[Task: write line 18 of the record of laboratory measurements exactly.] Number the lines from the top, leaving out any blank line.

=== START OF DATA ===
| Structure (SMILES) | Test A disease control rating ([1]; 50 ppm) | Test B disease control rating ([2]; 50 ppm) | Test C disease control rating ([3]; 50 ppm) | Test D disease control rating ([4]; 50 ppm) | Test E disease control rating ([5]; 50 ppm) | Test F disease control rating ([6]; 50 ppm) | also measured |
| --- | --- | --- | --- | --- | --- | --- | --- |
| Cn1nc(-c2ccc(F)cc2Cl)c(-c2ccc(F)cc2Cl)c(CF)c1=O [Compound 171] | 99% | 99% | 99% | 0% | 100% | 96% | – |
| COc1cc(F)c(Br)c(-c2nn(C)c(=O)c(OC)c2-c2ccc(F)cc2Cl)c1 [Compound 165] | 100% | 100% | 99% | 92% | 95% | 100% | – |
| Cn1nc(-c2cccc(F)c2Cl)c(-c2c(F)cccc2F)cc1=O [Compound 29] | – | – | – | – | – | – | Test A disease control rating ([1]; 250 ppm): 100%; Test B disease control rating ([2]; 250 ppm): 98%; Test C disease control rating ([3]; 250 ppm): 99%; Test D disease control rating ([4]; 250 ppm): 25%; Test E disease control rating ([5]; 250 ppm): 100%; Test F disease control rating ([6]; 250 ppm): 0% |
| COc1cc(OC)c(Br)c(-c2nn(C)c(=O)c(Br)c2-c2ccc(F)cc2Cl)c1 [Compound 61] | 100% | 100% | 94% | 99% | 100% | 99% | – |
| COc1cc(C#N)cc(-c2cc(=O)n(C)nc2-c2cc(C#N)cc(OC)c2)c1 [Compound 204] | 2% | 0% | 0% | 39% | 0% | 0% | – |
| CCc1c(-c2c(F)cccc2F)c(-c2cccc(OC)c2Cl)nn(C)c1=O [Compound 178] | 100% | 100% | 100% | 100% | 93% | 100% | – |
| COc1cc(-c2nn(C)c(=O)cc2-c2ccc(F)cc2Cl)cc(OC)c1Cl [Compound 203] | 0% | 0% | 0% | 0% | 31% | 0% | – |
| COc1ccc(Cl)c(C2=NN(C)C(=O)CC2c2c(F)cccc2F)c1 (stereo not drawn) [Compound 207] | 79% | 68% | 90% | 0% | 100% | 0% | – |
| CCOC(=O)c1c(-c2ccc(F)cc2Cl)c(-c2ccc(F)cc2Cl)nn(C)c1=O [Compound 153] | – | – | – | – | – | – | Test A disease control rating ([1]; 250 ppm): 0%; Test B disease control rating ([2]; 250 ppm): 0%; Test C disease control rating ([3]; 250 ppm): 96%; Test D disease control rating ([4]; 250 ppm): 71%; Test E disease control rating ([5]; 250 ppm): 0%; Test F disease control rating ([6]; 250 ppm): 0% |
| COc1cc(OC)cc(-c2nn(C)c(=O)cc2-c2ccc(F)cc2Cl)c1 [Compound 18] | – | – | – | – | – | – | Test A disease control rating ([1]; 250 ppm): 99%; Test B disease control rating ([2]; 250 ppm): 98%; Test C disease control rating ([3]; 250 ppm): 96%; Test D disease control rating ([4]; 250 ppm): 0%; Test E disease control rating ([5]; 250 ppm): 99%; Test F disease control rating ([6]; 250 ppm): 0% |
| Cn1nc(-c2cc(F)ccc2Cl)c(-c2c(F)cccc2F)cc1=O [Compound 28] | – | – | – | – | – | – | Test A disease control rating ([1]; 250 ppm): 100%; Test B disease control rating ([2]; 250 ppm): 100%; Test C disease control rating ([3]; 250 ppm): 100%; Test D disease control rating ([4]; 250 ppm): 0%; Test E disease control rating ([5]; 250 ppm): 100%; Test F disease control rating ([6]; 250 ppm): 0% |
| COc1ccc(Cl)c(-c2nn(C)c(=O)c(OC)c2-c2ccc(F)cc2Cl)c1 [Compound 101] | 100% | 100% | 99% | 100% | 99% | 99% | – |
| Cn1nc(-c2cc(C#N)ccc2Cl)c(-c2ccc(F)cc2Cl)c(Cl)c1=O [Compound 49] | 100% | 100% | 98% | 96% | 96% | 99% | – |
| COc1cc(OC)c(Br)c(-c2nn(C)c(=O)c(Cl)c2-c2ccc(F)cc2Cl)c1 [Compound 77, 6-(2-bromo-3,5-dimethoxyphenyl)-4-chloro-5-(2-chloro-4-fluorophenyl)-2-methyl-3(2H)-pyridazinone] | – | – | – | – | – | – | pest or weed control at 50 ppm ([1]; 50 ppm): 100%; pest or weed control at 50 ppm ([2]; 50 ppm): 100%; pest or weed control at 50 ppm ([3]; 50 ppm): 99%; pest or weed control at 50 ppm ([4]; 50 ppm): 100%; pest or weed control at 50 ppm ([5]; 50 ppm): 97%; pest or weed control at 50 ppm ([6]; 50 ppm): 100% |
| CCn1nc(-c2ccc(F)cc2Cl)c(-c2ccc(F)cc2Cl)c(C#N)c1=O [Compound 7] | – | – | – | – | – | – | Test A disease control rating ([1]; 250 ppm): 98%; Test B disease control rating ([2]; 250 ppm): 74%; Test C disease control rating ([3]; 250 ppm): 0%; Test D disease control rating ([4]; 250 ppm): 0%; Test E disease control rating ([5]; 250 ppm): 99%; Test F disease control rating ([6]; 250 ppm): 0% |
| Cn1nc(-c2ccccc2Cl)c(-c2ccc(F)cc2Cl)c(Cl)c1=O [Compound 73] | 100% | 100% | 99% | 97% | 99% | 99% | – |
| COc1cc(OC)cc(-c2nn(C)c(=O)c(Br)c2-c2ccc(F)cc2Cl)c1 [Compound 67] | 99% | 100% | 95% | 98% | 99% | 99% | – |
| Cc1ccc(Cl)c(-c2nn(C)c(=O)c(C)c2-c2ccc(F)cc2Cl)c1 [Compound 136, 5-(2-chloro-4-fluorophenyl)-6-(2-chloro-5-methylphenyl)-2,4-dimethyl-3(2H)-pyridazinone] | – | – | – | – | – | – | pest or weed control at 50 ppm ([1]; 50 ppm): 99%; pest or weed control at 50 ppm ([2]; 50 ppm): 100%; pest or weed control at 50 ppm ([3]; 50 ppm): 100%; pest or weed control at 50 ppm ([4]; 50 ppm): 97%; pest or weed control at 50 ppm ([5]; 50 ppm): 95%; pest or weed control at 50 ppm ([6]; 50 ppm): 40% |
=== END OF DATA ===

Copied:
| Cn1nc(-c2ccccc2Cl)c(-c2ccc(F)cc2Cl)c(Cl)c1=O [Compound 73] | 100% | 100% | 99% | 97% | 99% | 99% | – |